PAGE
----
was a 5-foot-7 third grader when he was plucked by a local sports school for a life of endless drills geared entirely toward molding him into Olympic material. Every professional Chinese player has a similar body and biography. And yet, before and during the 30-year-old Yao’s reign, China has managed to reach only the Olympic quarterfinals. 

The Chinese government likes to win a lot of different Olympic medals, so they don't invest hugely in winning an expensive basketball medal.
The state recruiting strategy is rife with problems. Officials choose children from across the country based solely on how tall they are. “If height were the determining factor, we would be the best team in the world,” said Li Nan, 32, who works for a Beijing advertising agency and plays basketball in his free time, noting that every member of the national team is 6-9 or taller.

That's tall! Way too tall for a good team, in fact. It would be interesting to see how much average height in China has gone up over the last 40 years.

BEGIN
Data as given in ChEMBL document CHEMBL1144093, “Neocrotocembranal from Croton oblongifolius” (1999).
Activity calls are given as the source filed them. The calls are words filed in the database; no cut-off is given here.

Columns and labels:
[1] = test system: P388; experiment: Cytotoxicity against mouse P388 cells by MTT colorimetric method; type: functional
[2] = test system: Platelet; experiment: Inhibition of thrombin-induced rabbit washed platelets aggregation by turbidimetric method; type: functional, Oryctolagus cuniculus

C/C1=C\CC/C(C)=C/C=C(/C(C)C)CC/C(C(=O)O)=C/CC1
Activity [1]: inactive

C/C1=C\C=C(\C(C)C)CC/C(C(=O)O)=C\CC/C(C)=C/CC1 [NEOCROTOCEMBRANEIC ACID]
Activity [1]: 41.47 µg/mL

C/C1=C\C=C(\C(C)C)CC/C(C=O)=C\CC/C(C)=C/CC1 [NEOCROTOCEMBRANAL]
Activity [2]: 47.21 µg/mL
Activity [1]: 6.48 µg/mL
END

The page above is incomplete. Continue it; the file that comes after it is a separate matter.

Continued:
But youth and height, as any N.B.A. fan knows, do not alone predict victory on the court.
“At age 10, you can’t identify the next Allen Iverson,” Bob Donewald Jr., the American coach of China’s national team, said in a phone interview. Nor the next Derrick Rose, the N.B.A.’s most valuable player last season, who stands 6-3.

No, I think this is more backwards. You can identify quickness very early, but it's a crapshoot how tall a quick 10-year-old will grow. For example, point guard Sebastian Telfair was rated the top 4th grader in the country and went on to be a high school star and an NBA lottery pick straight out of high school and be handed $18 million by a shoe company. But as his 6'2" NBA star cousin Stephon Marbury unkindly pointed out at the peak of Telfairmania in 2004, Telfair stopped growing at 5'-11" and couldn't dunk. So, Telfair has been at best a journeyman in the NBA.